Please note that dates/topics are subject to change.
Medical Student Teaching
Associates will teach alongside of, and sometimes independent of, the E4C faculty as part of the Practice of Medicine (POM) course. POM is a six-quarter series extending throughout the first two years of the MD program, interweaving core skills training in medical interviewing and the physical examination with other major threads addressing the context of medical practice. Core clinical skills are acquired through hands-on practice, and evaluated through an extensive program of simulated medical encounters, in which students interview, examine, and manage patients in a mock clinic. POM sessions are scheduled in the afternoons of MTThF, Monday and Friday are POM year 1 and Tuesday and Thursday are POM year 2. Associates will be asked to identify their availability during the week and teach in three sessions per quarter.
In addition to the pre-clerkship teaching opportunities, the E4C meet with their clerkship students for the Doctoring with CARE session six times per year. Doctoring with CARE sessions each consist of a small group debriefing/discussion, in which students on their core clerkship rotations can discuss and reflect on intense experiences from clerkships. Doctoring with CARE is designed to offer a regular opportunity for students to discuss the challenging issues they face in their clinical training. The idea for this session stems from the belief shared by many students and faculty that students could benefit from specific time devoted to discuss or reflect on intense experiences in a non-threatening setting. Many students find such opportunities lacking, and have expressed a desire for this type of dialogue. Our goals for Doctoring sessions are that students learn coping strategies from their fellow medical students; that students develop skills of self-reflection; and that we promote and maintain humanism and professionalism. We believe Doctoring will provide another avenue to guide students’ development of four core values of the medical profession – Compassion, Advocacy, Responsibility, and Empathy (CARE).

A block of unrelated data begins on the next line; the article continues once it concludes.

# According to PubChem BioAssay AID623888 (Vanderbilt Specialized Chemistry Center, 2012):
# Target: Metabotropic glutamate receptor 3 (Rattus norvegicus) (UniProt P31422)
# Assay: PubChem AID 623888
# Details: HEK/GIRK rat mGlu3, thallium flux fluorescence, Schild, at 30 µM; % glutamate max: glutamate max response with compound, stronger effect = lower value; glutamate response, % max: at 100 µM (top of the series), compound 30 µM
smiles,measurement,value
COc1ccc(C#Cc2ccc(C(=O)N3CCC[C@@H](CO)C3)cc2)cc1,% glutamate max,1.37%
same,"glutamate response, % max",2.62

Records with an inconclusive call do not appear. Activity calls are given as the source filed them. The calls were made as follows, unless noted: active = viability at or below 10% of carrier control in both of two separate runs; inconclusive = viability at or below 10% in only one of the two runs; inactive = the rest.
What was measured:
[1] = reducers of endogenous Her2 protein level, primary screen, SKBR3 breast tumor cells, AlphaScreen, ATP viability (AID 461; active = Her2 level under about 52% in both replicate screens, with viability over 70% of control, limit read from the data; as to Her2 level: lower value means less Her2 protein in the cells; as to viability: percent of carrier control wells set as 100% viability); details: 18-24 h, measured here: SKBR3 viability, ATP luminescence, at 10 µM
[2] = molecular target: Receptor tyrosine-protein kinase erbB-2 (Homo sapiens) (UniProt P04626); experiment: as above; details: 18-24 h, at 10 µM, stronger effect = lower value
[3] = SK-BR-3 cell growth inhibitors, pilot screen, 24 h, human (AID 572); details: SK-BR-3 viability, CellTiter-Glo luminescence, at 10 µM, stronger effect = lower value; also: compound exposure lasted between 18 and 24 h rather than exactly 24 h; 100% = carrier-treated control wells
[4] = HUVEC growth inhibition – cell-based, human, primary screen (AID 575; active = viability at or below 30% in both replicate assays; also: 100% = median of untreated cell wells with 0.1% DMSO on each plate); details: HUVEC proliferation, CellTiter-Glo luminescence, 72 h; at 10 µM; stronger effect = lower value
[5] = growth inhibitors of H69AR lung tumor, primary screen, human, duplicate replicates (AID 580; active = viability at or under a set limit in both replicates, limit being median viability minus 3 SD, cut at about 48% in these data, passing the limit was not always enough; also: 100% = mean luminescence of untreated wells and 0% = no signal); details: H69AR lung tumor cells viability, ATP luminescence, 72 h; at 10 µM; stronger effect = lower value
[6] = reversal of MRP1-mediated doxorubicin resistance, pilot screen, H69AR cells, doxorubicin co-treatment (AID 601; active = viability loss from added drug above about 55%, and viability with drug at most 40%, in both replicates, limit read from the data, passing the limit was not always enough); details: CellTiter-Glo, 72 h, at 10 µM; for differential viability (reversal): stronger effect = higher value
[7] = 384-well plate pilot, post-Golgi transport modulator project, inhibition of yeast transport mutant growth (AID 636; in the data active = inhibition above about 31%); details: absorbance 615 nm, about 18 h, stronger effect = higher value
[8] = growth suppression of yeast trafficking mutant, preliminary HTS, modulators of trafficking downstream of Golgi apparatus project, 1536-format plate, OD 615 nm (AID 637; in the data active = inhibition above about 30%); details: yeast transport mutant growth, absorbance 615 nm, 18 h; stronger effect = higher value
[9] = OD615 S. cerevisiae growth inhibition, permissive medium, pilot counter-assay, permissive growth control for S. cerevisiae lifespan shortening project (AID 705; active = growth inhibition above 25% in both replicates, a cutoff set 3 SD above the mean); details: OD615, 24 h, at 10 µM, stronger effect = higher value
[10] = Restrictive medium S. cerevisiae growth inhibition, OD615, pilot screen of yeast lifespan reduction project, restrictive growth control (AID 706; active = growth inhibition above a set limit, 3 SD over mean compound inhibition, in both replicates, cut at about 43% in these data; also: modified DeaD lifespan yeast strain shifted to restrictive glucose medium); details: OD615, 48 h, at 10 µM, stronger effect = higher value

- Curriculum development and program expansion in both existing courses and linkage to core clerkships and ACGME competencies
- Creation of special programs to support students in maintaining their clinical skills who will then seek efficient re-entry into clinical training after prolonged breaks (e.g., to complete research or PhD)
- Work on existing and new projects, such as those under development for videotaping oral presentations and use of electronic stethoscopes to enhance physical examination skills
- Development of innovative classroom and small group techniques to leverage the new LKSC building and its state-of-the-art technology
- Local, regional, and national presentations as well as publications, both in the medical education literature and other high-visibility journals
- Links to promotion efforts by establishing criteria of skills, innovation, and impact as well as developing an academic portfolio to go with annual review and summary recommendations to the appointments and promotions committees, as well as the chair of the respective department
- Development of a thoughtful and comprehensive remediation program that detects, diagnoses, plans, implements, and evaluates issues for students with marginal passes or failure on clinical rotations
If you are interested in participating in the E4C Associates program please complete the application. Applicants will then be invited to meet with the Director of the program to discuss their goals and commitment to participation.